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Can someone paraphrase the poem "Whispers of Heavenly Death" by Walt Whitman?
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In "Whispers of Heavenly Death," the speaker notes that death is sad and mournful but it is also a natural part of life. In fact, death is described as a pleasant, almost calming event. The title of the poem conveys this message directly with the adjective "heavenly." Other words in the poem add to this depiction of death as a tranquil, spiritual event. Death is not violent; it is whispered. Death "gently" ascends like "mystical breezes." In the end, death is not loss; it is an invisible birth, the birth of the soul.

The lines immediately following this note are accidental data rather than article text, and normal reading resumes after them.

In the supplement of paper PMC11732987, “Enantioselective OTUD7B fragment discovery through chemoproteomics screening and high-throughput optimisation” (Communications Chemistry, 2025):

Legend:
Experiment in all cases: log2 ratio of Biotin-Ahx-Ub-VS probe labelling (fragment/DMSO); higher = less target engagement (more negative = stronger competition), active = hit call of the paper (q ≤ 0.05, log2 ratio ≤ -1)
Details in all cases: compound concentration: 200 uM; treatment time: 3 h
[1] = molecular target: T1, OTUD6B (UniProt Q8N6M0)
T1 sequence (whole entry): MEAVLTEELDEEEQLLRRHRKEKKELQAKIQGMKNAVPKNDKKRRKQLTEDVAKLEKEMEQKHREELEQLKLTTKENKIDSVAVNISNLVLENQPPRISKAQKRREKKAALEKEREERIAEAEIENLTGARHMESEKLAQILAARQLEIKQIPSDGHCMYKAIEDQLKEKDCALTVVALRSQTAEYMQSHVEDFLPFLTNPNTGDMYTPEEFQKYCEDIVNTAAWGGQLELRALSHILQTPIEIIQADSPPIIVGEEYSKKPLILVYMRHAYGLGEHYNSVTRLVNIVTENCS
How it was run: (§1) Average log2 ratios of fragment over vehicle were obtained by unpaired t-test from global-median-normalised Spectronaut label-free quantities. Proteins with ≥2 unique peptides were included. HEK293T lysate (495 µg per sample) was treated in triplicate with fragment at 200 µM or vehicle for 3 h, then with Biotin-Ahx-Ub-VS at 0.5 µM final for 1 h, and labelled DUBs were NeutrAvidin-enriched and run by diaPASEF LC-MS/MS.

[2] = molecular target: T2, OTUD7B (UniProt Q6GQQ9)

Death is also described as something that is always occurring and that it is like a calming presence. The last lines describe death as an invisible march of souls analogous to the circulation of the air, "On the frontiers, to eyes impenetrable,/Some soul is passing over." The images of flowing water and swelling clouds could represent a graceful funeral procession and the fluid, free movement of immaterial souls.
Posted by amarang9 on May 28, 2012 at 2:36 PM (Answer #1)
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